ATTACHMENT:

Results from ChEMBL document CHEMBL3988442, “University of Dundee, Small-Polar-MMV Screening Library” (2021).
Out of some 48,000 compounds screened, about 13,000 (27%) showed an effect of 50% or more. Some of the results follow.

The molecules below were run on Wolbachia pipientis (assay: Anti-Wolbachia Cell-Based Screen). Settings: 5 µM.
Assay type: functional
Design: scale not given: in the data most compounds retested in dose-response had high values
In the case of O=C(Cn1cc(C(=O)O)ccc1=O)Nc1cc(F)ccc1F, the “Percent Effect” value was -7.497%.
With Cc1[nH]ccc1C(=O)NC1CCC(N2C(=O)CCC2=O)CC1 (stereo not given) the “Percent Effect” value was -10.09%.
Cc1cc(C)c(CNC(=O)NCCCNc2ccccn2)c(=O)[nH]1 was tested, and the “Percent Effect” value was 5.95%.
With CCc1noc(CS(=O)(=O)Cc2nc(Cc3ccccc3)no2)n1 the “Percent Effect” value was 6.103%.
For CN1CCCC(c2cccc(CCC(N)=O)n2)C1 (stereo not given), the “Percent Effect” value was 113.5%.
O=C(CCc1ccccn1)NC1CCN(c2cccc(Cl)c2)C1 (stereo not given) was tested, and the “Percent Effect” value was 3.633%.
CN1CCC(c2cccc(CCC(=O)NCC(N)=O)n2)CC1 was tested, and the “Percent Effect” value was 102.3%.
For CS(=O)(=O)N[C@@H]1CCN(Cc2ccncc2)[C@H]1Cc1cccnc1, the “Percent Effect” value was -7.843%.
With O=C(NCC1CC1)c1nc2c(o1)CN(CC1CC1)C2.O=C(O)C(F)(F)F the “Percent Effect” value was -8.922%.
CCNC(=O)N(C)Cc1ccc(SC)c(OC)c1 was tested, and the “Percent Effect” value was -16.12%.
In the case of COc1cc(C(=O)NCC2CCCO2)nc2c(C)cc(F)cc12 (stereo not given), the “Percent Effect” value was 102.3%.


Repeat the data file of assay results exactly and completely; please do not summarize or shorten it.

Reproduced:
Results from ChEMBL document CHEMBL3988442, “University of Dundee, Small-Polar-MMV Screening Library” (2021).
Out of some 48,000 compounds screened, about 13,000 (27%) showed an effect of 50% or more. Some of the results follow.

The molecules below were run on Wolbachia pipientis (assay: Anti-Wolbachia Cell-Based Screen). Settings: 5 µM.
Assay type: functional
Design: scale not given: in the data most compounds retested in dose-response had high values
In the case of O=C(Cn1cc(C(=O)O)ccc1=O)Nc1cc(F)ccc1F, the “Percent Effect” value was -7.497%.
With Cc1[nH]ccc1C(=O)NC1CCC(N2C(=O)CCC2=O)CC1 (stereo not given) the “Percent Effect” value was -10.09%.
Cc1cc(C)c(CNC(=O)NCCCNc2ccccn2)c(=O)[nH]1 was tested, and the “Percent Effect” value was 5.95%.
With CCc1noc(CS(=O)(=O)Cc2nc(Cc3ccccc3)no2)n1 the “Percent Effect” value was 6.103%.
For CN1CCCC(c2cccc(CCC(N)=O)n2)C1 (stereo not given), the “Percent Effect” value was 113.5%.
O=C(CCc1ccccn1)NC1CCN(c2cccc(Cl)c2)C1 (stereo not given) was tested, and the “Percent Effect” value was 3.633%.
CN1CCC(c2cccc(CCC(=O)NCC(N)=O)n2)CC1 was tested, and the “Percent Effect” value was 102.3%.
For CS(=O)(=O)N[C@@H]1CCN(Cc2ccncc2)[C@H]1Cc1cccnc1, the “Percent Effect” value was -7.843%.
With O=C(NCC1CC1)c1nc2c(o1)CN(CC1CC1)C2.O=C(O)C(F)(F)F the “Percent Effect” value was -8.922%.
CCNC(=O)N(C)Cc1ccc(SC)c(OC)c1 was tested, and the “Percent Effect” value was -16.12%.
In the case of COc1cc(C(=O)NCC2CCCO2)nc2c(C)cc(F)cc12 (stereo not given), the “Percent Effect” value was 102.3%.